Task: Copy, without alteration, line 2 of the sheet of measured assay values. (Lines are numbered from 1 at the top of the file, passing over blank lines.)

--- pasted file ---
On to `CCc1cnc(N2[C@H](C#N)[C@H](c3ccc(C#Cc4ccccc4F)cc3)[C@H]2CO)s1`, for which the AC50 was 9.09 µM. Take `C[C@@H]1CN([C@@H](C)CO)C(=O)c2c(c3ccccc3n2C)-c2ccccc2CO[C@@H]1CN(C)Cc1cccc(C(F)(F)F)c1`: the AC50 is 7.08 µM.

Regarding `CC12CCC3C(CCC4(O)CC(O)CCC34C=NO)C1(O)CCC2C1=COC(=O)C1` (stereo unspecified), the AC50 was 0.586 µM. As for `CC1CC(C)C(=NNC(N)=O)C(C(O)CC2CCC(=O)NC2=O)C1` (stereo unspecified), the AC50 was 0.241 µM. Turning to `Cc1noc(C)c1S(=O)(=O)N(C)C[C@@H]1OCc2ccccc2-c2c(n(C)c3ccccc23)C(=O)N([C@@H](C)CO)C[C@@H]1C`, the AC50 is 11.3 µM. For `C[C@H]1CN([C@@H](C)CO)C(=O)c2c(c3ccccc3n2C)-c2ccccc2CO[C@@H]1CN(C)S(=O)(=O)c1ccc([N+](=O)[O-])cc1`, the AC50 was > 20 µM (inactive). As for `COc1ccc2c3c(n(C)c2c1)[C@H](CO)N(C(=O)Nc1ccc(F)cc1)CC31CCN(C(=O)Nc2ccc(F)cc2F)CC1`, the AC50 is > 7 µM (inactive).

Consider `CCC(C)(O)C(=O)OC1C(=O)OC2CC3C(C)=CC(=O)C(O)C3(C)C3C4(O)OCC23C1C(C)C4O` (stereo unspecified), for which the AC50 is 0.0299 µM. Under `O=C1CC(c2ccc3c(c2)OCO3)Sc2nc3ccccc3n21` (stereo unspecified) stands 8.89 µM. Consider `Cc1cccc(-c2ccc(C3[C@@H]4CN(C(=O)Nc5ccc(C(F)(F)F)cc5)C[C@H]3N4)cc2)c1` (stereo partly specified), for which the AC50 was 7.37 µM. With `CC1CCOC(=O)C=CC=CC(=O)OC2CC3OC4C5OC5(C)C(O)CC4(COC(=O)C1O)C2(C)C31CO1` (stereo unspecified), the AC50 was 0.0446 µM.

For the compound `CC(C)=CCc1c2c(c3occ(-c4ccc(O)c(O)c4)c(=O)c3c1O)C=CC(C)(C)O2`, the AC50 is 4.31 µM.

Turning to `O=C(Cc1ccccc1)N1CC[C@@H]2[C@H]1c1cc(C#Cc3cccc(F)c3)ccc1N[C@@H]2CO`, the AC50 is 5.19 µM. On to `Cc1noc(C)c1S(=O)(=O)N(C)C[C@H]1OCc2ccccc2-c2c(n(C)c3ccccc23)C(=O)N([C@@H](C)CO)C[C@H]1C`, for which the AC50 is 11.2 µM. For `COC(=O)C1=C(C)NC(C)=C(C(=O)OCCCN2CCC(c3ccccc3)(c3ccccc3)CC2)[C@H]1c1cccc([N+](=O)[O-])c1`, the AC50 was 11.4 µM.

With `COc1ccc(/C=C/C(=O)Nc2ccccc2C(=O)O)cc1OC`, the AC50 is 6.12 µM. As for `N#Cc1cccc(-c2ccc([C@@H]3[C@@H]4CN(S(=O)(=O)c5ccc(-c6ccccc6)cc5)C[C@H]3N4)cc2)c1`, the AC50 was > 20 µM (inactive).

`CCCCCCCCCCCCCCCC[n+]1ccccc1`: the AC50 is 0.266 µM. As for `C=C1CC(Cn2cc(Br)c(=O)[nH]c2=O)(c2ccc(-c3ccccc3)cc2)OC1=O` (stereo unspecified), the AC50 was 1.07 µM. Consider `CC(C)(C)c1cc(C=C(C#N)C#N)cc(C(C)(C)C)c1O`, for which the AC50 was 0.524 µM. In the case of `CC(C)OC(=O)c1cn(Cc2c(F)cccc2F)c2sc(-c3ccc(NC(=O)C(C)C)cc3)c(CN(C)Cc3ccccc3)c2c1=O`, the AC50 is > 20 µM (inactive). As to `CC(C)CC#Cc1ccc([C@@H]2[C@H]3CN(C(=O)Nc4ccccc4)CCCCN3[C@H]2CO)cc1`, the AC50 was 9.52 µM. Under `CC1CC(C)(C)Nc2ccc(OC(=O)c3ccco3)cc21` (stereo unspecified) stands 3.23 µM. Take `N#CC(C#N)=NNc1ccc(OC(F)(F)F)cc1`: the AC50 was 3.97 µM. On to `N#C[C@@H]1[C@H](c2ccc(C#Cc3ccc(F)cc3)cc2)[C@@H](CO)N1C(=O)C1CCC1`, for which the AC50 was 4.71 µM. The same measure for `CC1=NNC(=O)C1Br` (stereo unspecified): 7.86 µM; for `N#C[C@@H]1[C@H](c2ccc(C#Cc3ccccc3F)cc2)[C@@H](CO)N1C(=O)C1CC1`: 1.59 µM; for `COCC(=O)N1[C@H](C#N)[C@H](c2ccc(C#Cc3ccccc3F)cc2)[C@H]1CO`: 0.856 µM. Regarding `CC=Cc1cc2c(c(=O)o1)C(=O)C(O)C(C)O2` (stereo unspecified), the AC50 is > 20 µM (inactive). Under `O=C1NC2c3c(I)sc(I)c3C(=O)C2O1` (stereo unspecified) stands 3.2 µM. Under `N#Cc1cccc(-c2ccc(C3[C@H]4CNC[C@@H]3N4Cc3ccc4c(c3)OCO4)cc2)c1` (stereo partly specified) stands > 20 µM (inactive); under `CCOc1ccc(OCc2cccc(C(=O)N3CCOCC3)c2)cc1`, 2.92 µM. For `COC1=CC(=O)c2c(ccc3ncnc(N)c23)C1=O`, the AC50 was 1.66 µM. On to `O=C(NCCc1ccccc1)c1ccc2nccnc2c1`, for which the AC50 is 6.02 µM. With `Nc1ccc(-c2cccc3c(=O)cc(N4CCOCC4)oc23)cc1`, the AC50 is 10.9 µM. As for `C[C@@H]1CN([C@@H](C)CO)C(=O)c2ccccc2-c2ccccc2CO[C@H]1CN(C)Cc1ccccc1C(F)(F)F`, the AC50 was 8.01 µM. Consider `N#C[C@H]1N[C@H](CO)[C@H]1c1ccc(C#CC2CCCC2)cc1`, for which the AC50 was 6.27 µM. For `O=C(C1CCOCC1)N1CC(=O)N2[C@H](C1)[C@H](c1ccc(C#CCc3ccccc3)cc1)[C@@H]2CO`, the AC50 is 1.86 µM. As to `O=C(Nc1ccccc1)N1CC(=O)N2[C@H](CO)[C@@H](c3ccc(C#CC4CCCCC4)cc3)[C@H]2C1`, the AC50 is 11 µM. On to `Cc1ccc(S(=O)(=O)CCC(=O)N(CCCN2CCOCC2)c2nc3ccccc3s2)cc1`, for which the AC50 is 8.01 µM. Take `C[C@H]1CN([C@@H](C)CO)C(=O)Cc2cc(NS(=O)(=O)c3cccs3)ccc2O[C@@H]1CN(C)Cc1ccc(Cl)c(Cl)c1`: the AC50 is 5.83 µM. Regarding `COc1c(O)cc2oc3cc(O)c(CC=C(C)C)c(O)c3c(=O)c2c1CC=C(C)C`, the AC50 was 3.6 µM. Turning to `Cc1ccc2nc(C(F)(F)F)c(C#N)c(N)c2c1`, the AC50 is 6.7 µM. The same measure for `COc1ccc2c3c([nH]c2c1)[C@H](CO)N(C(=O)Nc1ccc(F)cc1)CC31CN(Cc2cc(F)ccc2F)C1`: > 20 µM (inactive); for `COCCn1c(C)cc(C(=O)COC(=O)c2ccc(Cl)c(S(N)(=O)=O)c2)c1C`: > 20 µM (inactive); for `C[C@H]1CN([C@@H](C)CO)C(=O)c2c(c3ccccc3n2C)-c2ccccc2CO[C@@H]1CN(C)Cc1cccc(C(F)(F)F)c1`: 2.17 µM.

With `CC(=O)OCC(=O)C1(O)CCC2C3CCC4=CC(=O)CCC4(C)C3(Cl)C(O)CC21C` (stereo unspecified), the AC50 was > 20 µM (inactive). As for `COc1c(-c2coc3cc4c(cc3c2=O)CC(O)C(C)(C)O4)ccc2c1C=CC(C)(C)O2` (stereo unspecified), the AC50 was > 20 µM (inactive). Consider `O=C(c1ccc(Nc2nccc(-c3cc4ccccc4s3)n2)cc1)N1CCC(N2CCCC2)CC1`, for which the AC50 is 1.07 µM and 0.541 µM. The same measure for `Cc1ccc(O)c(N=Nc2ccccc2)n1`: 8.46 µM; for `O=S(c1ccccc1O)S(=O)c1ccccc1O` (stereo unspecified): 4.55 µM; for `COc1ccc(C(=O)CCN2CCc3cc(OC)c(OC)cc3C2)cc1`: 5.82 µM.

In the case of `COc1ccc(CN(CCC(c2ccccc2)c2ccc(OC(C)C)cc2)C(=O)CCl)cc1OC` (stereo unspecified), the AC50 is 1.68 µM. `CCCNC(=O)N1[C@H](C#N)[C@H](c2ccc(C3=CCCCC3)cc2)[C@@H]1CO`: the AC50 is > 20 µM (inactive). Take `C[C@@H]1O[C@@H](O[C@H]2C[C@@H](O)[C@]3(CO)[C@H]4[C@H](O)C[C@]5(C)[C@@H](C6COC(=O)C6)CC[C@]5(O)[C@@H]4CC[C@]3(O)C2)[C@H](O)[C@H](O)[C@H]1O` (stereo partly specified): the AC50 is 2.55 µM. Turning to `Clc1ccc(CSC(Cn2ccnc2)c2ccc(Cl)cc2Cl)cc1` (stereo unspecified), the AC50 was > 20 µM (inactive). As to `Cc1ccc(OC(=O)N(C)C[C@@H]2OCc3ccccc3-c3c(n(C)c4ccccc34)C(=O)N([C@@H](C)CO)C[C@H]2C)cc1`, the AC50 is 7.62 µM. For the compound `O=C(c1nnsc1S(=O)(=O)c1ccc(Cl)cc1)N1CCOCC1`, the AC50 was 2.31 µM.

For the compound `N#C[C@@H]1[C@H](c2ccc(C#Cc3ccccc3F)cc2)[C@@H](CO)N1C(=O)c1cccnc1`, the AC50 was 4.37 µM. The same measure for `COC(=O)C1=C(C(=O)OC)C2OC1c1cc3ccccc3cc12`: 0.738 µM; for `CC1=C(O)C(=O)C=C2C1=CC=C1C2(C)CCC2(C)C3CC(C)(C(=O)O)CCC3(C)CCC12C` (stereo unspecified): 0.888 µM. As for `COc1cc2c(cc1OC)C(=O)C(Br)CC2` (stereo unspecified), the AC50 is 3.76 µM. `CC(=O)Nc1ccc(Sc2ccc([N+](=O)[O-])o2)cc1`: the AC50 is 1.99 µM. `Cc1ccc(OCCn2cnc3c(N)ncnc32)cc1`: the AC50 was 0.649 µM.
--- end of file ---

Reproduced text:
Regarding `CC12CCC3C(CCC4(O)CC(O)CCC34C=NO)C1(O)CCC2C1=COC(=O)C1` (stereo unspecified), the AC50 was 0.586 µM. As for `CC1CC(C)C(=NNC(N)=O)C(C(O)CC2CCC(=O)NC2=O)C1` (stereo unspecified), the AC50 was 0.241 µM. Turning to `Cc1noc(C)c1S(=O)(=O)N(C)C[C@@H]1OCc2ccccc2-c2c(n(C)c3ccccc23)C(=O)N([C@@H](C)CO)C[C@@H]1C`, the AC50 is 11.3 µM. For `C[C@H]1CN([C@@H](C)CO)C(=O)c2c(c3ccccc3n2C)-c2ccccc2CO[C@@H]1CN(C)S(=O)(=O)c1ccc([N+](=O)[O-])cc1`, the AC50 was > 20 µM (inactive). As for `COc1ccc2c3c(n(C)c2c1)[C@H](CO)N(C(=O)Nc1ccc(F)cc1)CC31CCN(C(=O)Nc2ccc(F)cc2F)CC1`, the AC50 is > 7 µM (inactive).